From time to time, Europeans raise the question of the importance of a common language in building a multinational European democracy. Some observers believe that aiming for a uniform language, specifically English, would allow for the emergence of a feeling of continental solidarity. In modern philosophy, the theory that a democracy needs a common language in order to function dates from John Stuart Mill. The following opinions are based on those expressed in an article in Corriere della sera. (Unfortunately, it was a long time ago, and I couldn’t find the author’s name.)
But it is useful to be skeptical of the importance of a common language for the EU. And it is indeed possible that the idea has no general validity, as it has been shown not to be adaptable in all circumstances. In order to function, democracies need effective and inclusive communication, but not necessarily only one common language. Switzerland shows that it is possible to have a multilingual democracy that is also economically vigorous. Spain and Belgium show instead that to impose a national language on others generates social and political tensions.
In the European Union, English is the mother tongue of about 13% of the citizens. Therefore, English is not and cannot be a “neutral” language like Medieval Latin or l’esperanto. In an English-speaking Europe, Great Britain would enjoy indisputable advantages, while others would experience unacceptable disadvantages. The leadership position of English in Europe would bear fruit for the United Kingdom in savings on the expenses of teaching foreign languages and translation. And the use of English would also allow the countries on the west side of the English Channel to more easily attract highly qualified personnel and students compared to other European nations.
It is not clear just how the promotion of English as a common language would contribute to the cause of continental democracy and to the solidarity of the people. If a unique language like English were enough to make the people “more European,” then the British would already be the major supporters of European unity. About 56% of Germans and 51% of Greeks claim to have a knowledge (at least nominally) of English, but at the outbreak of the debt crisis in the Eurozone, this did not prevent the rise of a reciprocal and profound distrust in public opinion between the two countries.
Different studies show instead that the prevalent use of English as the only language in Europe for political and economic matters could hinder the construction of a true European democracy more than it favors it. English is in fact a language known well by a very small minority of European citizens. Notwithstanding years of education in school, only 7-8% of the European population whose mother tongue is not English claim to have a very good knowledge of this language, that is, a linguistic competence adequate to participate in political activities in an English-speaking democracy. There are not large differences between generations, but knowledge of English tends to be concentrated among more educated European citizens with higher incomes. Therefore, a one-language policy would create an inequality among member states and among different social classes, fueling feelings of being distanced from European institutions.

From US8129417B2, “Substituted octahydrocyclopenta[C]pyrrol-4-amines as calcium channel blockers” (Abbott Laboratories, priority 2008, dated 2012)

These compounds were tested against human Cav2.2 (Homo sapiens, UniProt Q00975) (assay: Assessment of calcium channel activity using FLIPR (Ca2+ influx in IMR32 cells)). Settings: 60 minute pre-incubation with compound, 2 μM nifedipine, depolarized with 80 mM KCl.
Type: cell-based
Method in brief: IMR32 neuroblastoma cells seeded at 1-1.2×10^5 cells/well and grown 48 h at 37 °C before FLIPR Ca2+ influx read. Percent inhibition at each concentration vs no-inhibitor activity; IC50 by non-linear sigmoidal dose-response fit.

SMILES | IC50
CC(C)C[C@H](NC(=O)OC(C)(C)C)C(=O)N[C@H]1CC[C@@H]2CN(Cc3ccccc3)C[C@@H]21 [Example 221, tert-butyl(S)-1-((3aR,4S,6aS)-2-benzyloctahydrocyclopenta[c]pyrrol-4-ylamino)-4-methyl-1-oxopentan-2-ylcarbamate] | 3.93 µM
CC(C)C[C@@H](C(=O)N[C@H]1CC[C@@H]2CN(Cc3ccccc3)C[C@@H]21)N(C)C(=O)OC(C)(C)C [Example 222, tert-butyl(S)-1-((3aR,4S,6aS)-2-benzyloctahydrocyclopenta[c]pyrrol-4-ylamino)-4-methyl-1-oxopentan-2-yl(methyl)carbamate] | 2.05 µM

Instead, it can be argued that the multilingual policy of the EU, with respect to diversity and the educational spread of different European languages in schools and universities makes possible a more effective management and more inclusive communication across European countries. At least for the foreseeable future, Europeans will continue to live and work within the geographic and psychological boundaries of their nation. The typical situation is not a Calabrese who debates fiscal austerity with a Slovak, but rather a Calabrese who discusses with a paisano some of the effects on the Italian economy of a rigorous fiscal German policy. To have information in Italian on what happens in Brussels and Frankfurt institutions and to know perhaps a little German, in this case, is what it takes.
To invest in languages such as German or French is strategic not only for reasons tied to building Europe but also for commercial reasons. Germany and France are the principal destinations of Italian exports. And English is not the only language to be compensated in the workplace. According to some recent studies on the incomes of those linguistically competent in the European workplace, in Italy the knowledge of German and French, in terms of individual income, repays more with respect to English, and this happens because it’s a matter of a rarer competence and therefore is paid more.
The problem is not the English language itself, but the hegemony of one official language in the European Union over others. European institutions born after the end of the Second World War were created specifically with the intent of neutralizing the domination of one country over others by delegating some powers to institutions that represent all of the member states. Having multilingual institutions is the linguistic corollary of this idea. Those who object that to guarantee communication in 24 official languages of the Union is too expensive should note that multilingualism costs contributors only 0.0085% of the GDP of the 28 member states, less than 1% of the balance sheet of European institutions, and much less than 2 Euros annually per citizen. It is difficult to maintain that these are unsustainable costs, especially in light of the costs of inequality under a one-language Europe.